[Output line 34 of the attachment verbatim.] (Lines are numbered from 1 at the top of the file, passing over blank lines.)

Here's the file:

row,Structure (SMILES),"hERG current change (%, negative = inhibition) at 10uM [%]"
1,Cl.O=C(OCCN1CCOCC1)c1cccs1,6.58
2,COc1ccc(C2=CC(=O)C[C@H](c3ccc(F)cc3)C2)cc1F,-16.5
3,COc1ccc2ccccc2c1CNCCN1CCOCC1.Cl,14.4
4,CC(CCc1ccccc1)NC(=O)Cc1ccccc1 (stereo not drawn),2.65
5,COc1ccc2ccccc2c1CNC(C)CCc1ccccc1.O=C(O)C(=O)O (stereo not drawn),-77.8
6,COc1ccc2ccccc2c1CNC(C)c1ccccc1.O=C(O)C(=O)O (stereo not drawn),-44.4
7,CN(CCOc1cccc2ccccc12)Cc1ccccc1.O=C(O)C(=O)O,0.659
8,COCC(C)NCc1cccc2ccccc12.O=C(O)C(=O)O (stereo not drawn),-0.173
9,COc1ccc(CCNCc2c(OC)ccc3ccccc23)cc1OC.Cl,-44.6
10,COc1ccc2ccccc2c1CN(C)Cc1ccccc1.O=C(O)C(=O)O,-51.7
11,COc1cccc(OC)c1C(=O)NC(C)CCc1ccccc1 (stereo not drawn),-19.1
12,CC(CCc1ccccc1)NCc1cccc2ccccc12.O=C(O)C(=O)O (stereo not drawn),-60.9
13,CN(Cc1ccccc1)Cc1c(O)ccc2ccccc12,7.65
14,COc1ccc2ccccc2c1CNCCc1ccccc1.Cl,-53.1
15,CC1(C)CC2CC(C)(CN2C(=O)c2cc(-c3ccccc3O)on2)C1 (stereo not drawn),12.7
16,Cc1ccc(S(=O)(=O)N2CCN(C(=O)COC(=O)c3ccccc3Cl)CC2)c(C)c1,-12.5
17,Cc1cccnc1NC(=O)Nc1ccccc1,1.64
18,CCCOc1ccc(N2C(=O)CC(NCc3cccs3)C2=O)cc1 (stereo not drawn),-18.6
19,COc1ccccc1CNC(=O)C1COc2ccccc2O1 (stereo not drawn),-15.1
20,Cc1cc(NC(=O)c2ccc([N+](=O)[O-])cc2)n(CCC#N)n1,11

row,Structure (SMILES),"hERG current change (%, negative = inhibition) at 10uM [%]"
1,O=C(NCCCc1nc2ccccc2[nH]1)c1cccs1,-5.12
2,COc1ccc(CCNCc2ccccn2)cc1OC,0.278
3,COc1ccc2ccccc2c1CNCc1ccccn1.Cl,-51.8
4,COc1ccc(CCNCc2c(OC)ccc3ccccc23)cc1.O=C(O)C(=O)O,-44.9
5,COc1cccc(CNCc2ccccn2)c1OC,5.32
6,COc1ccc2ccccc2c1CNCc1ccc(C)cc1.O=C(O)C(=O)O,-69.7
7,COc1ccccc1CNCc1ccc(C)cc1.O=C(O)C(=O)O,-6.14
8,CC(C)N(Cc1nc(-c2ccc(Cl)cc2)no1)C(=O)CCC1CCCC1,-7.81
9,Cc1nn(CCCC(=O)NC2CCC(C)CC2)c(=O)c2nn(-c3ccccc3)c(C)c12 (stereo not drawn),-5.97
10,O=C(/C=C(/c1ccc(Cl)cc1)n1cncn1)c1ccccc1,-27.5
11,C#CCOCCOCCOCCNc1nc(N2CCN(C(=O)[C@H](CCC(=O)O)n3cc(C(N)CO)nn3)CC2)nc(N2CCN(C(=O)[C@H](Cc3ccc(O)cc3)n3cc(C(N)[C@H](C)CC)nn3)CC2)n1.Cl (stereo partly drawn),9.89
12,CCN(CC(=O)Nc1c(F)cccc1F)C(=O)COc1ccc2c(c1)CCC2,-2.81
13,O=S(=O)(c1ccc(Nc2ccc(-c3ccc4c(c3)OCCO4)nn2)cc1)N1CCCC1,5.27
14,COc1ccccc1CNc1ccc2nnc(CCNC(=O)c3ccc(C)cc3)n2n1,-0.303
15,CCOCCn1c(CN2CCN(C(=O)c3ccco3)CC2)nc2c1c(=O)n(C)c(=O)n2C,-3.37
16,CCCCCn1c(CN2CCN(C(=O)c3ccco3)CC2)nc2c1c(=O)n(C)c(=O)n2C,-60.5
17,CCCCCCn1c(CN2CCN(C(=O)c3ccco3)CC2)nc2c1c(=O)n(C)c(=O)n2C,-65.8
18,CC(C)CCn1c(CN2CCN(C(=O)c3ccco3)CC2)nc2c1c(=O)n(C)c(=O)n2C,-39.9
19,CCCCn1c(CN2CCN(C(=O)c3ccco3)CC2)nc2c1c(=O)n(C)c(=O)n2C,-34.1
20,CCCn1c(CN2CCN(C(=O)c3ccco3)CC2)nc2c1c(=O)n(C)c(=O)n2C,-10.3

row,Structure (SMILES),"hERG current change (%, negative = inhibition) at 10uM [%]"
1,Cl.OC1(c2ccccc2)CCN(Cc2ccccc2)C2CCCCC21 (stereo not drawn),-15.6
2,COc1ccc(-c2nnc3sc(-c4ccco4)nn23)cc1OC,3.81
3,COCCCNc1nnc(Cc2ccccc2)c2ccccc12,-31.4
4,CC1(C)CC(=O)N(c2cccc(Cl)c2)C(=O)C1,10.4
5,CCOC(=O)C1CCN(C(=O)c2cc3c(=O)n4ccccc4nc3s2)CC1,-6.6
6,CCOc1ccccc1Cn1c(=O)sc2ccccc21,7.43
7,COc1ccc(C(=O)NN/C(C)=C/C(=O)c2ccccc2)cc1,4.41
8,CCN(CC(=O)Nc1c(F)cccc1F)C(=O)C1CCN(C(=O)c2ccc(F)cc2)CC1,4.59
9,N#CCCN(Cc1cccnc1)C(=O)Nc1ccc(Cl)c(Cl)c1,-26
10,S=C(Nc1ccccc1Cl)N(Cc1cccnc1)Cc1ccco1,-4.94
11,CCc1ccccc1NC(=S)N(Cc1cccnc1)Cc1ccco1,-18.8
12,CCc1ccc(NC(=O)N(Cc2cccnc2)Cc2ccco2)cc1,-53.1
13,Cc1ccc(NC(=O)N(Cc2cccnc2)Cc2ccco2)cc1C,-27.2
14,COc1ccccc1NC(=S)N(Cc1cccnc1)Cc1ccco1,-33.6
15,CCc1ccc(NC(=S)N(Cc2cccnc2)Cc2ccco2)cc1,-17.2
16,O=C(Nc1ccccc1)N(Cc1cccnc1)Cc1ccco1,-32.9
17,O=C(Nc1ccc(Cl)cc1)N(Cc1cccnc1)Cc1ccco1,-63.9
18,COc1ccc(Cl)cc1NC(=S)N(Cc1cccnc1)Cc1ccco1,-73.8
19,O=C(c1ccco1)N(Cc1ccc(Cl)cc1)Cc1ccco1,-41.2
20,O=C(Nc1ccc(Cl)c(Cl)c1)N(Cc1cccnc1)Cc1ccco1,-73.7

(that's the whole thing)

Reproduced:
12,CCN(CC(=O)Nc1c(F)cccc1F)C(=O)COc1ccc2c(c1)CCC2,-2.81